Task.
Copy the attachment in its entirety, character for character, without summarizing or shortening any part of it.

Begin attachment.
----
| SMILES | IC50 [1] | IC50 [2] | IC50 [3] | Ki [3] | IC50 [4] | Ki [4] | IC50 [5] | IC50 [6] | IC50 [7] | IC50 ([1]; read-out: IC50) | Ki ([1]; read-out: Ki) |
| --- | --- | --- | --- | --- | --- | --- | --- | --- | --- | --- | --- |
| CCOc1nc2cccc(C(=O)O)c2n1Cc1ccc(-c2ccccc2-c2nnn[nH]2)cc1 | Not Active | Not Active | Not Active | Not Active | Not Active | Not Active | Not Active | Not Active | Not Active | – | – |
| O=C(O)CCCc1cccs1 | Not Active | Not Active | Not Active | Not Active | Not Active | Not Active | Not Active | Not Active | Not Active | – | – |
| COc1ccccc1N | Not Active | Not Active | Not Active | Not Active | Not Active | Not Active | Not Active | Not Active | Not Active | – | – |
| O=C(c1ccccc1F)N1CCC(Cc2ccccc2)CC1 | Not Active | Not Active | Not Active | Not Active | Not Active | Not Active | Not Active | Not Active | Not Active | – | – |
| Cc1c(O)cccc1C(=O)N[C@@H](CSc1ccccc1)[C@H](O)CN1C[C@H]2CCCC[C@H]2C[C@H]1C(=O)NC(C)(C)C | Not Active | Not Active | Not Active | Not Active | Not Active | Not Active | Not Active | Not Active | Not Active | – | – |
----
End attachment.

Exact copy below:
| SMILES | IC50 [1] | IC50 [2] | IC50 [3] | Ki [3] | IC50 [4] | Ki [4] | IC50 [5] | IC50 [6] | IC50 [7] | IC50 ([1]; read-out: IC50) | Ki ([1]; read-out: Ki) |
| --- | --- | --- | --- | --- | --- | --- | --- | --- | --- | --- | --- |
| CCOc1nc2cccc(C(=O)O)c2n1Cc1ccc(-c2ccccc2-c2nnn[nH]2)cc1 | Not Active | Not Active | Not Active | Not Active | Not Active | Not Active | Not Active | Not Active | Not Active | – | – |
| O=C(O)CCCc1cccs1 | Not Active | Not Active | Not Active | Not Active | Not Active | Not Active | Not Active | Not Active | Not Active | – | – |
| COc1ccccc1N | Not Active | Not Active | Not Active | Not Active | Not Active | Not Active | Not Active | Not Active | Not Active | – | – |
| O=C(c1ccccc1F)N1CCC(Cc2ccccc2)CC1 | Not Active | Not Active | Not Active | Not Active | Not Active | Not Active | Not Active | Not Active | Not Active | – | – |
| Cc1c(O)cccc1C(=O)N[C@@H](CSc1ccccc1)[C@H](O)CN1C[C@H]2CCCC[C@H]2C[C@H]1C(=O)NC(C)(C)C | Not Active | Not Active | Not Active | Not Active | Not Active | Not Active | Not Active | Not Active | Not Active | – | – |